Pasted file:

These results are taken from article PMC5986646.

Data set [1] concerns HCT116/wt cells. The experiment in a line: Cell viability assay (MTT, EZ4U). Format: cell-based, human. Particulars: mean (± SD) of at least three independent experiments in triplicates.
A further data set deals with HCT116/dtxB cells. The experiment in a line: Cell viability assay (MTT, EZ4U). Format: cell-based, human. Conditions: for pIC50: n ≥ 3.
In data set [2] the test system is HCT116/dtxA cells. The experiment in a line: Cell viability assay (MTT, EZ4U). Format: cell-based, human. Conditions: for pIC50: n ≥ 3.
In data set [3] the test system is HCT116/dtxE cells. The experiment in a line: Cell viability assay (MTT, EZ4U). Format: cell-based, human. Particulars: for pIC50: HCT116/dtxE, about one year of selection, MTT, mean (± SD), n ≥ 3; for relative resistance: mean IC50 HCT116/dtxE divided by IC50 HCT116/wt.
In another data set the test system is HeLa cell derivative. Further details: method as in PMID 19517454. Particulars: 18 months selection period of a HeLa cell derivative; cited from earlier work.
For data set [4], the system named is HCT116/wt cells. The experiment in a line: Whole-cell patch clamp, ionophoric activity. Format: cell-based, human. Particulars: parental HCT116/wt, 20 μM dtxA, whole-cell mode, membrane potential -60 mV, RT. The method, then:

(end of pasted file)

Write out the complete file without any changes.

These results are taken from article PMC5986646.

Data set [1] concerns HCT116/wt cells. The experiment in a line: Cell viability assay (MTT, EZ4U). Format: cell-based, human. Particulars: mean (± SD) of at least three independent experiments in triplicates.
A further data set deals with HCT116/dtxB cells. The experiment in a line: Cell viability assay (MTT, EZ4U). Format: cell-based, human. Conditions: for pIC50: n ≥ 3.
In data set [2] the test system is HCT116/dtxA cells. The experiment in a line: Cell viability assay (MTT, EZ4U). Format: cell-based, human. Conditions: for pIC50: n ≥ 3.
In data set [3] the test system is HCT116/dtxE cells. The experiment in a line: Cell viability assay (MTT, EZ4U). Format: cell-based, human. Particulars: for pIC50: HCT116/dtxE, about one year of selection, MTT, mean (± SD), n ≥ 3; for relative resistance: mean IC50 HCT116/dtxE divided by IC50 HCT116/wt.
In another data set the test system is HeLa cell derivative. Further details: method as in PMID 19517454. Particulars: 18 months selection period of a HeLa cell derivative; cited from earlier work.
For data set [4], the system named is HCT116/wt cells. The experiment in a line: Whole-cell patch clamp, ionophoric activity. Format: cell-based, human. Particulars: parental HCT116/wt, 20 μM dtxA, whole-cell mode, membrane potential -60 mV, RT. The method, then: